Before it was considered the property of the King of Belgium Now it was transferred to the country of Belgium.
Continuing Reform of the Congo Horror,
with a selection from North American Review by John Daniels. For works benefiting from the latest research see the “More information” section at the bottom of these pages. This selection is presented in three easy 5 minute installments.
Previously in Reform of the Congo Horror.
Inasmuch as the Commission’s Report had proved that Leopold had torn to tatters the Berlin and Brussels Act pro viding for “the protection of the natives and the amelioration of their moral and material conditions,” it may well be urged that the only right course open to the Powers was immediate intervention to enforce respect for the humanitarian guaran ties of these Acts. The failure of the Powers to take such immediate action can only be interpreted as equivalent to a declaration to Leopold that first he would be allowed the opportunity to set matters aright himself. At the time, the press and public regarded these decrees, even should they be enforced, as merely superficial and palliative, and not reaching deep enough to affect the Congo “system.” And now comes conclusive evidence that the public was right, in the official report sent to the State Department last November by our late Consul- General in the Free State, Mr. James A. Smith.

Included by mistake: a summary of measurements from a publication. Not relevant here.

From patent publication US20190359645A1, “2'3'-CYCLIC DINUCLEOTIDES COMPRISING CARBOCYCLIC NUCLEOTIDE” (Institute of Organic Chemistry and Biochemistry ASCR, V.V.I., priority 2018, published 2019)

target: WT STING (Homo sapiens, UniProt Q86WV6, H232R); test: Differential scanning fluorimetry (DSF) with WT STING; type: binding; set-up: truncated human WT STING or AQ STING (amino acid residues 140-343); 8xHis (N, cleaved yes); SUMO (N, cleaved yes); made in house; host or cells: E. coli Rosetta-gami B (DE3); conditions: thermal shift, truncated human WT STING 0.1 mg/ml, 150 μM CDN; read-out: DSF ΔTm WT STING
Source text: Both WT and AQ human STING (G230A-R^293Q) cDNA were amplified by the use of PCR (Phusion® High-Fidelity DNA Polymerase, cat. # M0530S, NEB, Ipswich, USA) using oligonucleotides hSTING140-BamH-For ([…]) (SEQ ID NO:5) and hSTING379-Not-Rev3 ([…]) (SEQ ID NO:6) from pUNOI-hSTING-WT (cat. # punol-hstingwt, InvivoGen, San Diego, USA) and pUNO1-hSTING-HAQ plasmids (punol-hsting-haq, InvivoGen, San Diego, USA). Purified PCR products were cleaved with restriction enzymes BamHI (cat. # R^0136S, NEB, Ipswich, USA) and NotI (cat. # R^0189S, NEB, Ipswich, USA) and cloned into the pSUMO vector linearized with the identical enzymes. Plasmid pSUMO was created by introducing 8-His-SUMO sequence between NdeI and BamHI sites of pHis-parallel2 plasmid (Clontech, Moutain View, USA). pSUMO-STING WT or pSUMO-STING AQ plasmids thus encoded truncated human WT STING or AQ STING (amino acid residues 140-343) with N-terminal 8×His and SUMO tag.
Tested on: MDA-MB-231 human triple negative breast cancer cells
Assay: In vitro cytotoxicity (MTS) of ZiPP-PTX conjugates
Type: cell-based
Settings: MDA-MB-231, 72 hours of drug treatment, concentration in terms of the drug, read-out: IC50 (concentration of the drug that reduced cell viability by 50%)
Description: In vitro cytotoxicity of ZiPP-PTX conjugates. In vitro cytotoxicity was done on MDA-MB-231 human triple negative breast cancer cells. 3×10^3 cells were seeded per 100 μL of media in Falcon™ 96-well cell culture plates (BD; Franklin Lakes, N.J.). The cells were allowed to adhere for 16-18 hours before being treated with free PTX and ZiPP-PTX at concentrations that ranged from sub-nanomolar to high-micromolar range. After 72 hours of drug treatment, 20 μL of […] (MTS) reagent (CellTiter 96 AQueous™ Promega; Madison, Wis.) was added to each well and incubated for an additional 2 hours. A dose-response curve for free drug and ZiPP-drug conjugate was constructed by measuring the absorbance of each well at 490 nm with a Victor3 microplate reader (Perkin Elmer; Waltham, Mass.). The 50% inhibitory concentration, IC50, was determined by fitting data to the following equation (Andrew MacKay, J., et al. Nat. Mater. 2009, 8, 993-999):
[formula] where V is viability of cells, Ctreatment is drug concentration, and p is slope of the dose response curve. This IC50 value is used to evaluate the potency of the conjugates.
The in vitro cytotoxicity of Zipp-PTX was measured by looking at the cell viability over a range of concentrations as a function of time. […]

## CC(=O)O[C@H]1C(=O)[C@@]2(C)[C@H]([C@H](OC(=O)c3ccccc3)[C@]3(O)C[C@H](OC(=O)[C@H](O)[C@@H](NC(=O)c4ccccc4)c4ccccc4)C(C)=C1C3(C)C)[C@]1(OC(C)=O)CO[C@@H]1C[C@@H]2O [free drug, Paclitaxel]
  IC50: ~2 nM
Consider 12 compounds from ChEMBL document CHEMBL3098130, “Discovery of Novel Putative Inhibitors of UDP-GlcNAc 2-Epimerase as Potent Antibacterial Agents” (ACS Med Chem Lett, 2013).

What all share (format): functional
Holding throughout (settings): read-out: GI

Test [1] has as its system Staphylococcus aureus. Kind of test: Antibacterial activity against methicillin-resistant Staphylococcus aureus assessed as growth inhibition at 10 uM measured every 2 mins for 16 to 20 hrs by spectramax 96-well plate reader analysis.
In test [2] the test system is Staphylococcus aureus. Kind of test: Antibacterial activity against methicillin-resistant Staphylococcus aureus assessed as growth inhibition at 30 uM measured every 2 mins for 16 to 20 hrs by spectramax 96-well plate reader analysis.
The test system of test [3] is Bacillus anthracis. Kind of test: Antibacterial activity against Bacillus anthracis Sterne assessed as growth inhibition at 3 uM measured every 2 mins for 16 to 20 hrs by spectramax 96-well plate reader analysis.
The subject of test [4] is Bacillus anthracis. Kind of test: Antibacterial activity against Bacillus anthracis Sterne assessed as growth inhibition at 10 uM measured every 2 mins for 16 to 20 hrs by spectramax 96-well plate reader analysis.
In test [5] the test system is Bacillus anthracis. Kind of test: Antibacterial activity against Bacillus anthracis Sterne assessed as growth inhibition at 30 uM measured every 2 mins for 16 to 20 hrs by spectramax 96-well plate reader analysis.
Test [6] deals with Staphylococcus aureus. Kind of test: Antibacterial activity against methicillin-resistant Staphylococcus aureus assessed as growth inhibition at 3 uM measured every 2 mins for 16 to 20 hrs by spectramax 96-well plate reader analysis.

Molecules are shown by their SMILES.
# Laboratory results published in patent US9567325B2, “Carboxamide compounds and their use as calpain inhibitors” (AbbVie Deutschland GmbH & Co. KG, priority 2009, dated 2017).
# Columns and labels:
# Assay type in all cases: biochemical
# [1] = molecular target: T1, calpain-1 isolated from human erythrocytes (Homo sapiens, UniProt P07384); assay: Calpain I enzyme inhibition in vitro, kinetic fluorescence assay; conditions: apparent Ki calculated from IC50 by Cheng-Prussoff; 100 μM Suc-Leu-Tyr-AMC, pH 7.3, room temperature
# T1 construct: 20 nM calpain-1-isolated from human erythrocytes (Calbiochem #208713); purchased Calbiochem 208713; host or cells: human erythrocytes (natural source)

Said Mr. Smith, seventeen months after Leopold’s decrees were proclaimed : “That the obligations of the Congo Government toward the natives, as provided for in the Berlin Act, ‘ to care for the improvement of the conditions of their moral and material well-being,’ are being openly violated there is not the shadow of a doubt. The present conditions are those existing under the operations of the so-called reform decrees, promulgated as a result of the report of the King’s commission of inquiry of 1904. If they are an improvement over former conditions, it is natural to ask what those former conditions must have been. The remark of a State official, made in my presence, ‘My business is rubber/ tersely expresses the attitude, of the entire administration toward the native. The latter, so long as the present system is allowed to continue, can expect nothing from an administration whose desire for gain overshadows everything else and causes it to forget the obligations it has assumed toward him. Briefly, the tendency of this system is to brutalize rather than civilize — to force the native into such a condition of poverty and degradation that his future is a hopeless one, and to keep him there.”